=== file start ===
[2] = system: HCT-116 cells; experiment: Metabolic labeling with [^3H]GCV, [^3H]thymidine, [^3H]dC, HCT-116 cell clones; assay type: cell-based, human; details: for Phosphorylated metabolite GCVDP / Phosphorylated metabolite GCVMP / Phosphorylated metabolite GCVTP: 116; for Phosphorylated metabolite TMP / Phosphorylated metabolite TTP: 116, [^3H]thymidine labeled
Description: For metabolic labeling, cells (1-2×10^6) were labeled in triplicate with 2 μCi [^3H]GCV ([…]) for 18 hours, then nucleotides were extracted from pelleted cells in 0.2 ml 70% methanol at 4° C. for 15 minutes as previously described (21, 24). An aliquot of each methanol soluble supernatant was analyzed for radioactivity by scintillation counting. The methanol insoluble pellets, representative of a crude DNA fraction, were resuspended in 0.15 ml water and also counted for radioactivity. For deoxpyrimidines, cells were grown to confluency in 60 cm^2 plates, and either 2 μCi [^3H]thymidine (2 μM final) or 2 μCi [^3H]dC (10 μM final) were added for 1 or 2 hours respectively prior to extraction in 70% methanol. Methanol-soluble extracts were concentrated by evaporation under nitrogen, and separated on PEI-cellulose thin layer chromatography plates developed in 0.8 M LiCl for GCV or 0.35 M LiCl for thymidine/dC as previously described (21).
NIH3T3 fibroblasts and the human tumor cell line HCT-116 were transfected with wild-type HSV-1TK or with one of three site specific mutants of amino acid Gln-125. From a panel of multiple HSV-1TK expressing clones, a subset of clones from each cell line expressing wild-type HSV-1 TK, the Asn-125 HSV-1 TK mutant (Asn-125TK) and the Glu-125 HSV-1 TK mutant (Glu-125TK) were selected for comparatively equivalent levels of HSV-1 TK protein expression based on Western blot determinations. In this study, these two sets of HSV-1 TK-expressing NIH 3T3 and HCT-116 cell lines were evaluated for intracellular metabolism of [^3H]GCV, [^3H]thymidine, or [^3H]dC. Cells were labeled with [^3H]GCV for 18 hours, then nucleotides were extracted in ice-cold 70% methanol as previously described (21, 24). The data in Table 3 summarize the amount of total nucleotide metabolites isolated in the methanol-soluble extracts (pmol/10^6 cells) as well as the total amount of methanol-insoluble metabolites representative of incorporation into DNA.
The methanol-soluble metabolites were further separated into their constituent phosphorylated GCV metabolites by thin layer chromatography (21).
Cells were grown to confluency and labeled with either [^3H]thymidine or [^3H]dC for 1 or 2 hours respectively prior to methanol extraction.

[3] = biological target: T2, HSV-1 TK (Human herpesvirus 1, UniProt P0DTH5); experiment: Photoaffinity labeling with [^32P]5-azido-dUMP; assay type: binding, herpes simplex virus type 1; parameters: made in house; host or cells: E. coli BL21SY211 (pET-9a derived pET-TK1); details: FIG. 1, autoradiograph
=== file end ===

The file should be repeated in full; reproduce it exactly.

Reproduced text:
[2] = system: HCT-116 cells; experiment: Metabolic labeling with [^3H]GCV, [^3H]thymidine, [^3H]dC, HCT-116 cell clones; assay type: cell-based, human; details: for Phosphorylated metabolite GCVDP / Phosphorylated metabolite GCVMP / Phosphorylated metabolite GCVTP: 116; for Phosphorylated metabolite TMP / Phosphorylated metabolite TTP: 116, [^3H]thymidine labeled
Description: For metabolic labeling, cells (1-2×10^6) were labeled in triplicate with 2 μCi [^3H]GCV ([…]) for 18 hours, then nucleotides were extracted from pelleted cells in 0.2 ml 70% methanol at 4° C. for 15 minutes as previously described (21, 24). An aliquot of each methanol soluble supernatant was analyzed for radioactivity by scintillation counting. The methanol insoluble pellets, representative of a crude DNA fraction, were resuspended in 0.15 ml water and also counted for radioactivity. For deoxpyrimidines, cells were grown to confluency in 60 cm^2 plates, and either 2 μCi [^3H]thymidine (2 μM final) or 2 μCi [^3H]dC (10 μM final) were added for 1 or 2 hours respectively prior to extraction in 70% methanol. Methanol-soluble extracts were concentrated by evaporation under nitrogen, and separated on PEI-cellulose thin layer chromatography plates developed in 0.8 M LiCl for GCV or 0.35 M LiCl for thymidine/dC as previously described (21).
NIH3T3 fibroblasts and the human tumor cell line HCT-116 were transfected with wild-type HSV-1TK or with one of three site specific mutants of amino acid Gln-125. From a panel of multiple HSV-1TK expressing clones, a subset of clones from each cell line expressing wild-type HSV-1 TK, the Asn-125 HSV-1 TK mutant (Asn-125TK) and the Glu-125 HSV-1 TK mutant (Glu-125TK) were selected for comparatively equivalent levels of HSV-1 TK protein expression based on Western blot determinations. In this study, these two sets of HSV-1 TK-expressing NIH 3T3 and HCT-116 cell lines were evaluated for intracellular metabolism of [^3H]GCV, [^3H]thymidine, or [^3H]dC. Cells were labeled with [^3H]GCV for 18 hours, then nucleotides were extracted in ice-cold 70% methanol as previously described (21, 24). The data in Table 3 summarize the amount of total nucleotide metabolites isolated in the methanol-soluble extracts (pmol/10^6 cells) as well as the total amount of methanol-insoluble metabolites representative of incorporation into DNA.
The methanol-soluble metabolites were further separated into their constituent phosphorylated GCV metabolites by thin layer chromatography (21).
Cells were grown to confluency and labeled with either [^3H]thymidine or [^3H]dC for 1 or 2 hours respectively prior to methanol extraction.

[3] = biological target: T2, HSV-1 TK (Human herpesvirus 1, UniProt P0DTH5); experiment: Photoaffinity labeling with [^32P]5-azido-dUMP; assay type: binding, herpes simplex virus type 1; parameters: made in house; host or cells: E. coli BL21SY211 (pET-9a derived pET-TK1); details: FIG. 1, autoradiograph